Thursday, October 10, 2013

The Conversation: Part IV

Meeting the Groom - Part II

The Arranged Marriage - Part I

What does a rock feel like? Just as she felt right now? When the breeze failed to cool you? When the blood froze? When you forgot to breathe and stood stock still like this? When the gaze was fixed on a pinpoint between his two eyes and just along the nose?

“I am sorry,” a voice whispered. Was it he or she? His eyes held hers captive and she felt the solid thawing. “Then why?”

He shrugged and looked away. She felt cold and shivered, though the night was warm. “I told my father you deserved better, but he thinks I am the best around, naturally. So I tried talking to your father and he wanted to know if you were not good enough for me.”

Something pricked her heart, but she didn’t know what. Maybe it was the ‘great catch’ bit.

“I will tell my father I don’t want to marry you,” she said with determination.

He looked at her sharply. “You don’t?”

She bit her lower lip in agony. “I don’t want you to be unhappy,” she said finally, unable to bear the pain. She was mortified to feel tears running down her cheek and hoped that he wouldn’t notice in the darkness.

“Why would I be unhappy marrying you! It is you I fear hurting,” he said energetically.

“Why then…? Hurt me… how?” Her voice trembled. Nothing he said could hurt her. “Neelam?”

“Neelam?” he asked then shook his head. Sighing deeply, he said, “No, of course not.” She waited silently, not wanting to disturb his thoughts. “I don’t know how to say it… Only last year I discovered I have a four-year-old son.”

“What!” she couldn’t help exclaiming.

He didn’t look at her. “Deepa and I had been going steady in college but we broke up sometime soon after finishing because she went abroad to study. We met a couple of times but long distance didn’t work for me. We lost touch after we broke up. Last year, I happened to meet a girl when returning from London. She was very young, maybe in college, and had a small boy with her. I helped her with her luggage and completing the travel formalities. We ended up in seats next to each other and easily slipped into conversation, telling us little insignificant details about each other. When I mentioned my college, she got curious and asked me if I knew Deepa – that was her sister’s name. I am ashamed to think that I didn’t have to courage to say I knew her well – but that we were batchmates. She wanted to know if I knew who Deepa went around with, because this child was that man’s, born soon after our break up. I was stunned, speechless and a coward. I didn’t have the courage to admit I was the man, that that child was mine. I evaded answering, shut my eyes and pretended to be asleep. When we got off, I just rushed as if I had another plane to catch. She thrust a paper in my hand, her address… But I dropped it somewhere without a thought.”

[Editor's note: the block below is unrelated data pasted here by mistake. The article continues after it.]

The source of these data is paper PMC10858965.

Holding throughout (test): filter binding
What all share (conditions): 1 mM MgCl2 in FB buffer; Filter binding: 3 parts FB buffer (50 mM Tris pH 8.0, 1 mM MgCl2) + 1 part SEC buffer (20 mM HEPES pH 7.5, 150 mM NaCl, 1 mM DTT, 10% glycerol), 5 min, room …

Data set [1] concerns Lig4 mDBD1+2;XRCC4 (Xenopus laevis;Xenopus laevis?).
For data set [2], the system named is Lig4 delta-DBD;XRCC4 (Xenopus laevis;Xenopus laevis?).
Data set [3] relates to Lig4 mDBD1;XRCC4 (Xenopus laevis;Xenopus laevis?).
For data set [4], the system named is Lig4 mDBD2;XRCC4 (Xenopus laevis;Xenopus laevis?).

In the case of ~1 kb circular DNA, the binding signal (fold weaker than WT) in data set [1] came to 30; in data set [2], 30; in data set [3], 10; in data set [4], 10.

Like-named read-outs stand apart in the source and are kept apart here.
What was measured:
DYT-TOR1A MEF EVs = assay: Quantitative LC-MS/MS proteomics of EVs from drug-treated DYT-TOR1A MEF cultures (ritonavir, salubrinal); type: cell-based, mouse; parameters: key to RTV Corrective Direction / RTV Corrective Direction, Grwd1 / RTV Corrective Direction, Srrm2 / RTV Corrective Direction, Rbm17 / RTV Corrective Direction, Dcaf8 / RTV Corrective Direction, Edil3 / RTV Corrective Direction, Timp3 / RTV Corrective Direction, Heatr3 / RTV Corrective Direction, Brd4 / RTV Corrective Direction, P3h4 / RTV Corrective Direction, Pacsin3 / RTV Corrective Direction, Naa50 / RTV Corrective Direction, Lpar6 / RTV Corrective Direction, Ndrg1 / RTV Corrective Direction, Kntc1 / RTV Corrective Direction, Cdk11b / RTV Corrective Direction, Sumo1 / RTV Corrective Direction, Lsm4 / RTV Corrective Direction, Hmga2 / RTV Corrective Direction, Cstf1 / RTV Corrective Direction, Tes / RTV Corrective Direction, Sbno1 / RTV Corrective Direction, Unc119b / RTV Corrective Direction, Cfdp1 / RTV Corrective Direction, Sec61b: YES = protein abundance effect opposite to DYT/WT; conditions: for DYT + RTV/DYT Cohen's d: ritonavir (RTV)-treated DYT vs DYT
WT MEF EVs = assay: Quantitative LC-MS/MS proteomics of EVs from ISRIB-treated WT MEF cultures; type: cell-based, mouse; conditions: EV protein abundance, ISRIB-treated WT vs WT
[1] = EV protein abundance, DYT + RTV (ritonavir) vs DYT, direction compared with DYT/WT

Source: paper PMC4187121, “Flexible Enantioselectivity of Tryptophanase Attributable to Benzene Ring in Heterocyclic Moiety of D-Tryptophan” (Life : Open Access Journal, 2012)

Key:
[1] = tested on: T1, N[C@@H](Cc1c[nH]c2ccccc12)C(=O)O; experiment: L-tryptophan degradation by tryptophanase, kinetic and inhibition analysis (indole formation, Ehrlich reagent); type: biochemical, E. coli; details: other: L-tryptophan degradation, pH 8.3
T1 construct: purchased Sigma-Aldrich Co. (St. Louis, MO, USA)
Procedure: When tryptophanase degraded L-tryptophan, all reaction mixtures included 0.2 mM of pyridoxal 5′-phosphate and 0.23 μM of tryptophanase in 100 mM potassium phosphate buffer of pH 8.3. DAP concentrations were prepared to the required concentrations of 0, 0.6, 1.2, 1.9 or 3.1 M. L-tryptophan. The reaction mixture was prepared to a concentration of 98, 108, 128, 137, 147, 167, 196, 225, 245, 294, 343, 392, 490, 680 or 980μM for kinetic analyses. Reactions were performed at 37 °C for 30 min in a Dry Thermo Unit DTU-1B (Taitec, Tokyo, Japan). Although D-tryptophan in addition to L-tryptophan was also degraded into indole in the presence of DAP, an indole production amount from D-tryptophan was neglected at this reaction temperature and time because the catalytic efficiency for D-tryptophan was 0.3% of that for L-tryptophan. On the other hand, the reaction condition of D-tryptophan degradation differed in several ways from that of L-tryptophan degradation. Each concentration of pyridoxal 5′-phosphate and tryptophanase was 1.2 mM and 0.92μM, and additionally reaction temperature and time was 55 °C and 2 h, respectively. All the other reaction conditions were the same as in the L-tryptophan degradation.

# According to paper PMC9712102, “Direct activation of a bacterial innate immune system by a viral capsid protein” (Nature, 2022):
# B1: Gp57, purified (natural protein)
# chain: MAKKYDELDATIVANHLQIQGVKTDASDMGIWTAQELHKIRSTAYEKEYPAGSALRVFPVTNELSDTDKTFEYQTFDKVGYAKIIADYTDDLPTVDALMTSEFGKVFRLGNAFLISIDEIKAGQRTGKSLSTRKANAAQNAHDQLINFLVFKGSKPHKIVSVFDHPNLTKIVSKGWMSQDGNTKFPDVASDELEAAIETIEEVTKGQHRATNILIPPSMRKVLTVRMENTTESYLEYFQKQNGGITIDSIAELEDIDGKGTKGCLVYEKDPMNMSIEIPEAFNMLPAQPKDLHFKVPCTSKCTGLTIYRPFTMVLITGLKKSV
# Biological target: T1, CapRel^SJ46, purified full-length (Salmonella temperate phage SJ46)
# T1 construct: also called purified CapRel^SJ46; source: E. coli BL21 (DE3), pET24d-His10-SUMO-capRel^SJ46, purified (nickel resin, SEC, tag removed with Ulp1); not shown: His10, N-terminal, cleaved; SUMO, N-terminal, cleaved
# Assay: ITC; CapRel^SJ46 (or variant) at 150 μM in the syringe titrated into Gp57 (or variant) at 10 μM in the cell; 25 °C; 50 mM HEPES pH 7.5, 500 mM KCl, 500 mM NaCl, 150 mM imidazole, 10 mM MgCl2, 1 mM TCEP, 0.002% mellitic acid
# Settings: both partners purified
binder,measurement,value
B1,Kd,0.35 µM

A heavy silence lay between them. She stood uncertainly, a part of her wanting to reach out and touch him and the other part, turn around and run away. Where was this headed?

“I became distracted, that boy’s face bothering me. I had carried him, talked to him and try as hard as I could, it wouldn’t go away. Neelam and I started having problems, and finally we broke up. But even that did not bother me as much as losing that boy did.”

Kirti stepped closer and whispered. “You are trying to locate that boy now?”

He stood still. “Yes… I remembered where she lived in London and also the college she had studied in. I made several false starts…” He turned to her. “The last time we met… I had just returned from one such futile trip. I was frustrated and tired. I am sorry, I know it didn’t go off well.”
She looked down, avoiding his eyes. A dull ache hurt her chest. He touched her chin and gently lifted her face. “My parents don’t know about this. I wish I had had the time to talk to you properly. But I returned only last night, after finally meeting Deepa’s sister and…my son.”

A drop rolled down her cheek and fell on his index finger.

“What do you plan to do now,” she managed to ask, before he could pity her.

“Bring the child, be his father.”

“Oh!” she said flatly.

“Tell me now,” he asked when she did not say anything more, “do you still wish to marry me?”

The dull ache turned to anger. “No,” she said, turned and walked away, trembling. She felt his eyes on her back. But he had left her with little choice.

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